We also met another missionary, a young man named Aaron. He was staying in the village with his fiance's family for a few weeks. He dedicated both days to helping us with our mission work and translating for us.
We handed out blankets and gospels of John in the village on the first day. One gentleman accepted Christ, and we made lots of positive contacts. Hopefully soon many of these people will visit the village mission. We quickly ran out of blankets and returned to the mission to eat a fresh seafood dinner prepared by Juana. Then we went down to the beach for awhile.
The next day we returned to the same village, but also had the opportunity to take a fishing boat over to one of the islands where there has been little mission work. When we arrived at the island, we realized that all of our translators were still back at the dock waiting for the second boat ride - about 45 minutes behind us. Shawn decided to take a brief reprieve from his silence in order to translate for us, and I'm pretty sure he did some unnecessary talking just out of relief to be able to speak. I was invited to stay on the island by a man who apparently was fascinated by my red hair.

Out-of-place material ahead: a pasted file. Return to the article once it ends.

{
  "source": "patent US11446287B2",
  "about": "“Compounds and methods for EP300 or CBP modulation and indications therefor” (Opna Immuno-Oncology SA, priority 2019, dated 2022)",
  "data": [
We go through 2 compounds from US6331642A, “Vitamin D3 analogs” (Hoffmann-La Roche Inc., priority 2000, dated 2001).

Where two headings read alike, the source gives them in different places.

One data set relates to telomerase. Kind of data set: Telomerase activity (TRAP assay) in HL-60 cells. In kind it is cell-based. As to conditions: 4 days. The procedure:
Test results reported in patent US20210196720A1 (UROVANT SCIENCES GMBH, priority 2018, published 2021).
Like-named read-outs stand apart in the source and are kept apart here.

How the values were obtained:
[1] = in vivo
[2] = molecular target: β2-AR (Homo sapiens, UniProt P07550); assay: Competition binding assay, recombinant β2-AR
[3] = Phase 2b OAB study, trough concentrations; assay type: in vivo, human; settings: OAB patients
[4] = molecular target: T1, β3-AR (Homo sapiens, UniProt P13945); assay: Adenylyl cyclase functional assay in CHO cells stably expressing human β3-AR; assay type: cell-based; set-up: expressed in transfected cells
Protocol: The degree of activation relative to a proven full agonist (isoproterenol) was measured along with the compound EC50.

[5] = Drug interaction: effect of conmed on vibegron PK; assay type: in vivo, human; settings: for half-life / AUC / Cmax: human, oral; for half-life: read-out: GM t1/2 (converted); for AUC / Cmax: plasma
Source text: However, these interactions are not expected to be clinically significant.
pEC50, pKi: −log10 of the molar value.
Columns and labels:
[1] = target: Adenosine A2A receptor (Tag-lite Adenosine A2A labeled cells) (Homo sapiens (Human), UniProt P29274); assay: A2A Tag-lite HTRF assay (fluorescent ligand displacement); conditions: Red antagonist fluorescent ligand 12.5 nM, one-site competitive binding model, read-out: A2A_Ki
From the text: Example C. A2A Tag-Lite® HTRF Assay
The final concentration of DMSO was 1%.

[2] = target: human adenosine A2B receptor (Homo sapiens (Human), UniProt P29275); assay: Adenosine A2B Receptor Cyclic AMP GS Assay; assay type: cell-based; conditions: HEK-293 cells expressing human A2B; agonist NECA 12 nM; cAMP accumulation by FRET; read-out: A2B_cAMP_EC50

That evening Aaron's future mother-in-law fed our team supper in her home. We all crowded into a tiny room probably about the size of my dining room - squashed on top of each other - and enjoyed a wonderful meal of fish, spaghetti, and oysters. This family had to borrow a generator so they would have electricity for us. I was moved by their generosity and hospitality. They gave up an entire day to prepare a meal and sacrificed to create comfortable accommodations for us.